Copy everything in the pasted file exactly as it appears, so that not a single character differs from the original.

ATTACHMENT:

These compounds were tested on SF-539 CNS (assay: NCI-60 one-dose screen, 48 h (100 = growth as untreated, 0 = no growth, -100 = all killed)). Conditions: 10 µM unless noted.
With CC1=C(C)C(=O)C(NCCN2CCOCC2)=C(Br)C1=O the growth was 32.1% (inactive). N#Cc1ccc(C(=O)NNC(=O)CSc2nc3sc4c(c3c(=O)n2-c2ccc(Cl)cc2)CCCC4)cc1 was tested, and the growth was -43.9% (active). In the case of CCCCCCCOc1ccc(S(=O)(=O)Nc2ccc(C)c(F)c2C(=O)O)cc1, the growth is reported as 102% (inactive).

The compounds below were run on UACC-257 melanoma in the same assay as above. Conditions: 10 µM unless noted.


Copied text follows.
These compounds were tested on SF-539 CNS (assay: NCI-60 one-dose screen, 48 h (100 = growth as untreated, 0 = no growth, -100 = all killed)). Conditions: 10 µM unless noted.
With CC1=C(C)C(=O)C(NCCN2CCOCC2)=C(Br)C1=O the growth was 32.1% (inactive). N#Cc1ccc(C(=O)NNC(=O)CSc2nc3sc4c(c3c(=O)n2-c2ccc(Cl)cc2)CCCC4)cc1 was tested, and the growth was -43.9% (active). In the case of CCCCCCCOc1ccc(S(=O)(=O)Nc2ccc(C)c(F)c2C(=O)O)cc1, the growth is reported as 102% (inactive).

The compounds below were run on UACC-257 melanoma in the same assay as above. Conditions: 10 µM unless noted.